May 15: In Maryland, speed cameras are restricted to work and school zones. Optotraffic works closely with police departments in selecting the school zones where there is a need to slow down speeders. But some of the students aren’t exactly kids. In fact tens of thousands of college students go to a half dozen campuses in just Prince George’s County. Many of these campuses are in high traffic areas and we’re helping keep those “kids” safe.
March 26: In an overall depressing assessment of speeding, the Governors Highway Safety Association this month noted that deaths caused by speeding are actually on the rise. Speeding was cited as the cause in 10,530 deaths in 2010. This amounts to 31 percent of all fatalities—a seven percent increase since 2000. GHSA notes the decline in police officers to enforce speed laws and calls for the expansion of automated enforcement such as speed cameras, particularly in school and work zones. The full GHSA announcement can be found here.
March 12: In past blogs, we’ve mentioned the bewildering opposition of the Mid-Atlantic AAA to speed cameras. In a recent “Fact v. Fiction” report, the Maryland State Highway Administration took the Triple A to task for its statements calling for speed cameras to be switched off when highway workers weren’t present. The SHA pointed out that work zones are more dangerous for drivers than workers. The agency explained that 80 percent of work zone crashes injure drivers and passengers. The good news is that when speed cameras were installed in Maryland highway work zones, speeding dropped 75 percent. Here’s a link to the Highway Administration report http://www.roads.maryland.gov/OC/Fact-vs-Fiction.pdf. We hope the AAA reads it!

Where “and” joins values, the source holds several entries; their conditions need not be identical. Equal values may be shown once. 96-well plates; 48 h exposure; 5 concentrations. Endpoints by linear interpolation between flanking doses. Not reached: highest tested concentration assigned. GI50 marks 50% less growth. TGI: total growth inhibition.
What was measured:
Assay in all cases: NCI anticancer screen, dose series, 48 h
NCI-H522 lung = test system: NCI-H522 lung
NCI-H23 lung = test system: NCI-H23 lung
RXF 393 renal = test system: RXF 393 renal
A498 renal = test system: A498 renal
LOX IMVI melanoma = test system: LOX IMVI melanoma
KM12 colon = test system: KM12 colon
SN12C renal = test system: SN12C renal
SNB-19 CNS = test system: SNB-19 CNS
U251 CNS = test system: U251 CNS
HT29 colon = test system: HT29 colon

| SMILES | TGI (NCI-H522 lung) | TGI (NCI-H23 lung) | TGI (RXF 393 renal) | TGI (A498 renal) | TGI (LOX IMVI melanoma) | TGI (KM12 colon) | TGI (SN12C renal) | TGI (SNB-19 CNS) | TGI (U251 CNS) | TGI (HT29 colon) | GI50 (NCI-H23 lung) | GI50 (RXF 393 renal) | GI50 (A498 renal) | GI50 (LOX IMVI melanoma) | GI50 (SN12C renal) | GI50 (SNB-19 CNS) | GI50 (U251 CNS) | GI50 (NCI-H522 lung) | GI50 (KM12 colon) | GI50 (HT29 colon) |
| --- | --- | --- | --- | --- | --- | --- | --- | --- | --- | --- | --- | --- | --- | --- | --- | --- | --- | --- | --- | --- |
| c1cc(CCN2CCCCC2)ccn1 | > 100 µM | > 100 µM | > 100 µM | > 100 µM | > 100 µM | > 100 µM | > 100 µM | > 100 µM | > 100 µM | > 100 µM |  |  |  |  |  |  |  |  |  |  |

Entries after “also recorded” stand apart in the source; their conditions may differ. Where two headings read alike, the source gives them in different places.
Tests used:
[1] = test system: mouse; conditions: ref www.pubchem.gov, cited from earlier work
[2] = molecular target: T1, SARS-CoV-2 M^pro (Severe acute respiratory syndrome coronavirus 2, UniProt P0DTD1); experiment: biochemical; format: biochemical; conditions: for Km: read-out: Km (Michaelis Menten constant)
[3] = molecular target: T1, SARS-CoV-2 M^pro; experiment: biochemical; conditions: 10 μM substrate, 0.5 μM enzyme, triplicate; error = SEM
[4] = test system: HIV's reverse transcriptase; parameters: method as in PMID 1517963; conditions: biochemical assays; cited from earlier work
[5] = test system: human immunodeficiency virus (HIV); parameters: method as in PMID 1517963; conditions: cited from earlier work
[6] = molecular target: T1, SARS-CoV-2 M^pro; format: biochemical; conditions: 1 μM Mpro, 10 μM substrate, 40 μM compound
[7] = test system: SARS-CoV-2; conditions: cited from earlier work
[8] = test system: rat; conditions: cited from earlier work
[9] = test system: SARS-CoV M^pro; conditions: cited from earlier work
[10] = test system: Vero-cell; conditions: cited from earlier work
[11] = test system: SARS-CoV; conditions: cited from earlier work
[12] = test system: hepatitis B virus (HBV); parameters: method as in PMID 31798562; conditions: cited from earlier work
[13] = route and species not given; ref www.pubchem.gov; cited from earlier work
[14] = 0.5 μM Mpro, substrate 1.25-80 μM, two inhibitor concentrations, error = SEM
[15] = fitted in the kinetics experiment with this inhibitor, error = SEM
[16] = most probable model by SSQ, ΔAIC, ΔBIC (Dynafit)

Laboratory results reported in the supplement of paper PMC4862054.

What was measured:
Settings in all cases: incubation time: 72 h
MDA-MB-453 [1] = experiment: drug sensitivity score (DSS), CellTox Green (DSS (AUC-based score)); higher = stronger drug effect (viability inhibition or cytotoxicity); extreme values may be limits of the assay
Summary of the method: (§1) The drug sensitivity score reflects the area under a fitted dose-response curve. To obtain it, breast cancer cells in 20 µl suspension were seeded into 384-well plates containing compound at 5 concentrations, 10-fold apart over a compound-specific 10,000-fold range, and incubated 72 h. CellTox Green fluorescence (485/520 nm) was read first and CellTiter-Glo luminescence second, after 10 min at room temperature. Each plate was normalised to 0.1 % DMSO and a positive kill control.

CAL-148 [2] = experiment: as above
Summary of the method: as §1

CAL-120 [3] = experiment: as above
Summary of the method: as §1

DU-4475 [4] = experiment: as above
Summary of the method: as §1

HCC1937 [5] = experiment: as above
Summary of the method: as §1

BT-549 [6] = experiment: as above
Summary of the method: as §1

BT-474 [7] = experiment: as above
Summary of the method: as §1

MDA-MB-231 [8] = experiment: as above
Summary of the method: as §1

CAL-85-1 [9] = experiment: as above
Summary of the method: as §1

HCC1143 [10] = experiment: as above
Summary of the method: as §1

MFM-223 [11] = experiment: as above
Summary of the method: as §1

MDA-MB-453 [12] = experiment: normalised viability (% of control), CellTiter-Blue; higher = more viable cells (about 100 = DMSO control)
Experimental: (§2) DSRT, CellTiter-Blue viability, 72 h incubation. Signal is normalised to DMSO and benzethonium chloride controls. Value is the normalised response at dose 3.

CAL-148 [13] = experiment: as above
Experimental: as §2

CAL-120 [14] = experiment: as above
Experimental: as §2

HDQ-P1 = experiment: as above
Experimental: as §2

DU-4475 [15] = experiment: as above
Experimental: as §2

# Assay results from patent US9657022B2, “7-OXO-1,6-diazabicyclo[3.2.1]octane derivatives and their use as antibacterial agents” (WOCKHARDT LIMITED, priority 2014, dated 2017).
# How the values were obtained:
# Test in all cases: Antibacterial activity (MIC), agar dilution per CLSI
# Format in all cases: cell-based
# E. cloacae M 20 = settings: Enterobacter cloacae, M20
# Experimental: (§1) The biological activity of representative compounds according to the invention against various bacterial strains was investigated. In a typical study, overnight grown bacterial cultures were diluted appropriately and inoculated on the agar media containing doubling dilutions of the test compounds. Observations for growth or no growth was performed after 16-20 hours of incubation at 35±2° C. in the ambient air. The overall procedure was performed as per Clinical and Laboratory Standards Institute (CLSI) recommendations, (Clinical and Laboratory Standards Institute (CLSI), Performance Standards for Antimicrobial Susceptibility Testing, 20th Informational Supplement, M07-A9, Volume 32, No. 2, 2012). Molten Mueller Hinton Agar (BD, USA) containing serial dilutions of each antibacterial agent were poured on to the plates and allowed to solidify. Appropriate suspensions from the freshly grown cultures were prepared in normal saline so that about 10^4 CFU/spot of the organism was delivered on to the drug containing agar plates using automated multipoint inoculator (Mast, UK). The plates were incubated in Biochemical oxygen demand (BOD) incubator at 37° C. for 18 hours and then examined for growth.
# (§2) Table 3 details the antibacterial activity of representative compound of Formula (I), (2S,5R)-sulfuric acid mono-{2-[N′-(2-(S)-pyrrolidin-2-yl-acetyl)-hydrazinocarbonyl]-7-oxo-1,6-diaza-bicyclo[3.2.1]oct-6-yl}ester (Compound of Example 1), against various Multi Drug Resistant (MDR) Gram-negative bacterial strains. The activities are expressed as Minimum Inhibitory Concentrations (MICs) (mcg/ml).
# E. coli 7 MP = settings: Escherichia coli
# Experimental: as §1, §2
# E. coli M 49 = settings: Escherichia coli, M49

January 24: A Baltimore Sun editorial recently presented a very cogent argument for speed cameras in work zones. The piece pointed out that speed reduction is not only important for the workers in the zone, but that work areas themselves are often dangerous for drivers. Here is a link to that editorial: http://www.baltimoresun.com/news/opinion/editorial/bs-ed-cameras-20111227,0,55388,print.story. Optotraffic can confidently predict that there will be a dramatic improvement in safety in these work zones.